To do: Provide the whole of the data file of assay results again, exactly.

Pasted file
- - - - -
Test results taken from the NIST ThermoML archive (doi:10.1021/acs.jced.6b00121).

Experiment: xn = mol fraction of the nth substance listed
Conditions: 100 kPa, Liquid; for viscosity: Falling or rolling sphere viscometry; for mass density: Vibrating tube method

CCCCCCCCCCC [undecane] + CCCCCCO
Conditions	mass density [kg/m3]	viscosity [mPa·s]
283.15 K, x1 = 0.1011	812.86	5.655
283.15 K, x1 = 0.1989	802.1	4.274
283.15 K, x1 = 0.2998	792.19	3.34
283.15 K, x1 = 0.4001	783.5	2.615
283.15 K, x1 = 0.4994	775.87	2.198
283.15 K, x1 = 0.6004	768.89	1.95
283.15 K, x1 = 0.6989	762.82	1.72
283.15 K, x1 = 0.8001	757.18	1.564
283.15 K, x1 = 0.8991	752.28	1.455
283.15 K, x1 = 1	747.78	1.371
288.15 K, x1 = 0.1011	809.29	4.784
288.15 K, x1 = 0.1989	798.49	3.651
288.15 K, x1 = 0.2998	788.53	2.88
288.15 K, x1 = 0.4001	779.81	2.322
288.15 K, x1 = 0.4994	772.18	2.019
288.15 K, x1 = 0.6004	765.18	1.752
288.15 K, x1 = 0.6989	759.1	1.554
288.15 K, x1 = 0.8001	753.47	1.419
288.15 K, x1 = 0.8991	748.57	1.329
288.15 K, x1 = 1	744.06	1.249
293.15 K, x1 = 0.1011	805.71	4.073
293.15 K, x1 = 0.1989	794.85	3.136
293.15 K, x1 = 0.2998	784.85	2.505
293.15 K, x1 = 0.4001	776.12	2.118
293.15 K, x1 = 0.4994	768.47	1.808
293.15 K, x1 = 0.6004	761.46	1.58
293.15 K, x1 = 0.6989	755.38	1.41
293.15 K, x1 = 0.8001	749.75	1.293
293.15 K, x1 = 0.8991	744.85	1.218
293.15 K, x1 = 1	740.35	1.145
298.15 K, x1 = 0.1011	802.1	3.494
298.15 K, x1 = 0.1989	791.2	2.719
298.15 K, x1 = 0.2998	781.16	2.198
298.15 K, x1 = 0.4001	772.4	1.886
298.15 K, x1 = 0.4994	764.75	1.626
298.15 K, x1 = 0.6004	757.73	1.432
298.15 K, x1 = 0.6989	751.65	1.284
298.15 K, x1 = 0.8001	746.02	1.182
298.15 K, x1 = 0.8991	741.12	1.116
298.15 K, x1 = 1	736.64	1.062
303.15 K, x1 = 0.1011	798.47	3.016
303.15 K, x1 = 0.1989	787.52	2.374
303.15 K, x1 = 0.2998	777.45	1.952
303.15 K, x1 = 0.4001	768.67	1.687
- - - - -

Test results taken from the NIST ThermoML archive (doi:10.1021/acs.jced.6b00121).

Experiment: xn = mol fraction of the nth substance listed
Conditions: 100 kPa, Liquid; for viscosity: Falling or rolling sphere viscometry; for mass density: Vibrating tube method

CCCCCCCCCCC [undecane] + CCCCCCO
Conditions	mass density [kg/m3]	viscosity [mPa·s]
283.15 K, x1 = 0.1011	812.86	5.655
283.15 K, x1 = 0.1989	802.1	4.274
283.15 K, x1 = 0.2998	792.19	3.34
283.15 K, x1 = 0.4001	783.5	2.615
283.15 K, x1 = 0.4994	775.87	2.198
283.15 K, x1 = 0.6004	768.89	1.95
283.15 K, x1 = 0.6989	762.82	1.72
283.15 K, x1 = 0.8001	757.18	1.564
283.15 K, x1 = 0.8991	752.28	1.455
283.15 K, x1 = 1	747.78	1.371
288.15 K, x1 = 0.1011	809.29	4.784
288.15 K, x1 = 0.1989	798.49	3.651
288.15 K, x1 = 0.2998	788.53	2.88
288.15 K, x1 = 0.4001	779.81	2.322
288.15 K, x1 = 0.4994	772.18	2.019
288.15 K, x1 = 0.6004	765.18	1.752
288.15 K, x1 = 0.6989	759.1	1.554
288.15 K, x1 = 0.8001	753.47	1.419
288.15 K, x1 = 0.8991	748.57	1.329
288.15 K, x1 = 1	744.06	1.249
293.15 K, x1 = 0.1011	805.71	4.073
293.15 K, x1 = 0.1989	794.85	3.136
293.15 K, x1 = 0.2998	784.85	2.505
293.15 K, x1 = 0.4001	776.12	2.118
293.15 K, x1 = 0.4994	768.47	1.808
293.15 K, x1 = 0.6004	761.46	1.58
293.15 K, x1 = 0.6989	755.38	1.41
293.15 K, x1 = 0.8001	749.75	1.293
293.15 K, x1 = 0.8991	744.85	1.218
293.15 K, x1 = 1	740.35	1.145
298.15 K, x1 = 0.1011	802.1	3.494
298.15 K, x1 = 0.1989	791.2	2.719
298.15 K, x1 = 0.2998	781.16	2.198
298.15 K, x1 = 0.4001	772.4	1.886
298.15 K, x1 = 0.4994	764.75	1.626
298.15 K, x1 = 0.6004	757.73	1.432
298.15 K, x1 = 0.6989	751.65	1.284
298.15 K, x1 = 0.8001	746.02	1.182
298.15 K, x1 = 0.8991	741.12	1.116
298.15 K, x1 = 1	736.64	1.062
303.15 K, x1 = 0.1011	798.47	3.016
303.15 K, x1 = 0.1989	787.52	2.374
303.15 K, x1 = 0.2998	777.45	1.952
303.15 K, x1 = 0.4001	768.67	1.687